When I got pregnant with my one and only child, I was an active and vibrant twenty-something year old. I had a great career that allowed me to travel all over the country. It challenged me at a level I wanted and, not to mention, it paid awesome. Those early years of parenting were difficult as a working parent but so worth it. I have to admit I felt like Supermom. Mom by night and worker bee by day. I thought I had it all. At some point, I switched careers so I wouldn’t travel anymore and could be home every night with my little one. But I still felt like Supermom. I am sure other working parents can relate.
Then IT happened…
I was about to turn 30. My husband and I were talking about having another child. I was comfortable in my new job. I was happy. But then I got a headache. I was never one prone to getting headaches – maybe one or two per year. But this headache was different. It didn’t go away for two weeks. And then it came back for a few more weeks. I knew something was wrong. I knew this was not normal. It took me several appointments with my family doctor and a neurologist who didn’t specialize in headaches or migraines before I realized they couldn’t help me. However, I am a researcher and did my due diligence. I found a top headache/migraine center not too far away in Philadelphia called the Jefferson Headache Center. It took two excruciating years of trial and error – plus a week-long stay in the hospital – to stop my now daily, chronic migraine. I felt like I was in a nightmare until the pain stopped. However, by then, my brain and central nervous system had been rewired to amplify any and all pain while decreasing the neurotransmitters that suppress pain. It was a formula for fibromyalgia that was eventually diagnosed a year later.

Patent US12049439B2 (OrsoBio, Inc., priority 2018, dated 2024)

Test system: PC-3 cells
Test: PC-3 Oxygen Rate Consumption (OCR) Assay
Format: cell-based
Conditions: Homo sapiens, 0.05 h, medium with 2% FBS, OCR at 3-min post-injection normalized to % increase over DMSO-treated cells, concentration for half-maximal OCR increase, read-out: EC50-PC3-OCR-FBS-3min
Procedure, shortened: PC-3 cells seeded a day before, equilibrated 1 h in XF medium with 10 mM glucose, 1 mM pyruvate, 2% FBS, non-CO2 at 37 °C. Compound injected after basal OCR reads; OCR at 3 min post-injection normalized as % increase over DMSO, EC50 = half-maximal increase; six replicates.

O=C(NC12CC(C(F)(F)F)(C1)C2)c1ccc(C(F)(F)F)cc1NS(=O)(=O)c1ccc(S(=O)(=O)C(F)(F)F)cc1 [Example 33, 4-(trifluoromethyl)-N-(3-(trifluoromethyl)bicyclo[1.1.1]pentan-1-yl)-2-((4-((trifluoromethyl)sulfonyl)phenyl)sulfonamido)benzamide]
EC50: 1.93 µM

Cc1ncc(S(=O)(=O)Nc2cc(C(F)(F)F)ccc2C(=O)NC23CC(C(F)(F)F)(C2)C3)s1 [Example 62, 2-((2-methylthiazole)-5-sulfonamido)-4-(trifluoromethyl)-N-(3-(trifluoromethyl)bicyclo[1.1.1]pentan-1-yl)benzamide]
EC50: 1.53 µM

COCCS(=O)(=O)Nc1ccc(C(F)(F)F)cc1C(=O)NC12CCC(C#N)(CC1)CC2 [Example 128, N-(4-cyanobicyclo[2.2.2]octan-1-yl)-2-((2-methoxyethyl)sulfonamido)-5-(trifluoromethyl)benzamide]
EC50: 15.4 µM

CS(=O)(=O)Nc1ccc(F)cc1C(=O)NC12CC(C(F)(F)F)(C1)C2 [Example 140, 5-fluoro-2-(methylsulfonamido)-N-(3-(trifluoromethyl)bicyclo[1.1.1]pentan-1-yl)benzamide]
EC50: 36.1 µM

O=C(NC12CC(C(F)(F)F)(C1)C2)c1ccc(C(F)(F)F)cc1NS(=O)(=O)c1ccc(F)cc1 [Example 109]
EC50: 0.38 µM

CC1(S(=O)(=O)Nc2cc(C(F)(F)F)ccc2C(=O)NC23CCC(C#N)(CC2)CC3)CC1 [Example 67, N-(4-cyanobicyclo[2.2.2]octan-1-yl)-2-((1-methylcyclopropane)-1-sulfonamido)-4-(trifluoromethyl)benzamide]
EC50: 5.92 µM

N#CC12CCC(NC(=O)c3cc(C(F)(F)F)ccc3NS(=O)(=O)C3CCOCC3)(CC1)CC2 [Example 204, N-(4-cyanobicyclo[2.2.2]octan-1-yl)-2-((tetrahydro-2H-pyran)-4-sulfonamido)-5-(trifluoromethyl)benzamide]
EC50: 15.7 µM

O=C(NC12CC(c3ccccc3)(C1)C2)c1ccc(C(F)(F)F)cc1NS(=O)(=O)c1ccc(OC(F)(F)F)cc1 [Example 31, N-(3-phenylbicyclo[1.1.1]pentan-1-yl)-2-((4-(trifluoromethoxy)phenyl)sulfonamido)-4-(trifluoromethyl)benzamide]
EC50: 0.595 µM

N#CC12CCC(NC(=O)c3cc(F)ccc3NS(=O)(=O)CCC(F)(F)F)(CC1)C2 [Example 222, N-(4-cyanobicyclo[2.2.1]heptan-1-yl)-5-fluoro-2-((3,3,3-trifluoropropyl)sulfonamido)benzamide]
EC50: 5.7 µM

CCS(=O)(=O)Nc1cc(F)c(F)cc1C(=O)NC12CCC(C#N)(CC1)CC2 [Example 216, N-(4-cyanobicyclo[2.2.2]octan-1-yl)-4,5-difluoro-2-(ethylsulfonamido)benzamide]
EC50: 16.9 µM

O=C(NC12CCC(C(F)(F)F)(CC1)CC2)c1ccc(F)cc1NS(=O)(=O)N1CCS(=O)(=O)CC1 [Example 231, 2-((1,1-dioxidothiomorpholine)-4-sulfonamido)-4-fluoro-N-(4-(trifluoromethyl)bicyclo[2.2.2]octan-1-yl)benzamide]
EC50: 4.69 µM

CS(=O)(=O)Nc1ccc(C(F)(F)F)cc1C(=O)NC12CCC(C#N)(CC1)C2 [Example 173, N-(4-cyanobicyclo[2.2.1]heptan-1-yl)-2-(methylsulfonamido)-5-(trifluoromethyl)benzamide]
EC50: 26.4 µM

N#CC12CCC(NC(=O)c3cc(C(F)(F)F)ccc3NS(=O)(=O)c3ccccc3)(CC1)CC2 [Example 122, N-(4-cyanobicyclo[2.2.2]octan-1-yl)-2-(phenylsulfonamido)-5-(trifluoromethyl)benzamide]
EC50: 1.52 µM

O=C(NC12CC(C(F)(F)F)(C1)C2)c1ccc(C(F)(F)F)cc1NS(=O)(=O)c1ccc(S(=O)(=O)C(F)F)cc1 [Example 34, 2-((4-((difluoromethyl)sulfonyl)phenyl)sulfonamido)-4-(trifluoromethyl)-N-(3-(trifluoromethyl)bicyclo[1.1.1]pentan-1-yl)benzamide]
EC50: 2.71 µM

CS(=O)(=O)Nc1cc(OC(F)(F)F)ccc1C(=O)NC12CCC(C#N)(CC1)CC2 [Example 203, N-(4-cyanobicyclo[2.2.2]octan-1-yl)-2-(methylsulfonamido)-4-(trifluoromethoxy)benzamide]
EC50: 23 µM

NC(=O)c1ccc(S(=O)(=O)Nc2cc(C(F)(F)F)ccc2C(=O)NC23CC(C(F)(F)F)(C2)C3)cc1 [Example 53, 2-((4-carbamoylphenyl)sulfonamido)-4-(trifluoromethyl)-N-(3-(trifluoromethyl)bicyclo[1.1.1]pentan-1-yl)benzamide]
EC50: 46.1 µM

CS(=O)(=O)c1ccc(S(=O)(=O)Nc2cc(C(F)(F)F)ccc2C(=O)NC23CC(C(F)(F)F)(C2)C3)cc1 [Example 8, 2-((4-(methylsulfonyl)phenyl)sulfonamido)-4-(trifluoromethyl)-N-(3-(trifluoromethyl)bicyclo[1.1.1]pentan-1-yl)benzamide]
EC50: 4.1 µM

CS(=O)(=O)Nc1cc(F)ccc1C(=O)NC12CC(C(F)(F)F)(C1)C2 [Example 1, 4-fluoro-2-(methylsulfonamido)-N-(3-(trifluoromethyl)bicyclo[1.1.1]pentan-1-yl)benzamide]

Meanwhile, I was still trying to be Supermom to my little toddler. He was only three-years-old and could not fathom what was going on. I put all my energy into hiding my illness from him while my husband and I frantically looked for answers for my health. For those few hours after work that I would spend with my son, I would try to be active and play with him only to crash as soon as he was in bed. It was a strain on all of us.
Despite my best attempts, my son knew something was wrong. The pain was written all over my face. It was programmed into the way I walked, the way I moved. I could not hide it from those close to me. One night I was crashed on the sofa while my son played with his blocks. He came over to me with his Jaffy (an orange, stuffed giraffe he got as an infant and could never be without until he was ten) and place the raggedy animal on my head. “Jaffey will make you feel better, Mommy,” he said. It was so cute and sweet that I wanted to cry. My illness was already impacted my son. I felt like a failure as a parent because I couldn’t protect him from seeing his mom hurting. It was my first lesson in parenting with a chronic illness.
The state of New Jersey still allows healthcare providers to override orders from doctors. Despite lacking a medical degree, insurance companies can dictate to doctors what medications to use on patients first. The insurance companies actually have lists of medications for certain medical conditions (which for some reason usually are chronic pain conditions). These lists are generated based on profits and losses. They are based on financial reasons. They are based on closed-door deals the insurance companies have with different pharmaceutical companies. The one thing that is NEVER take into consideration when generating these lists is what is best for the the individual patients.
You might be thinking what’s the big deal. So a patient tries one or two medications first. Maybe those will work; maybe they won’t. However, think about the current healthcare insurance environment. People are shopping around for the best deals. That means people can be switching plans and companies on a yearly basis. Patients would have to prove EVERY TIME THEY CHANGE PLANS that they have already tried their new healthcare insurance’s approved medications and failed to receive relief from them. We all know the red tape and bureaucracy that exist in large companies. It can take weeks or months to finally get approval to fill a prescription that the patient has had for years. If it is a medication taken daily, the risk of withdrawal is not only a potential side effect of Step Therapy ( also known as Fail First), it is a given. Who will care for a patient going threw withdrawal? The Emergency Rooms. It is far more expensive to go to an Emergency Room that to simply be allowed to take a medication the doctor has been prescribing for months or years.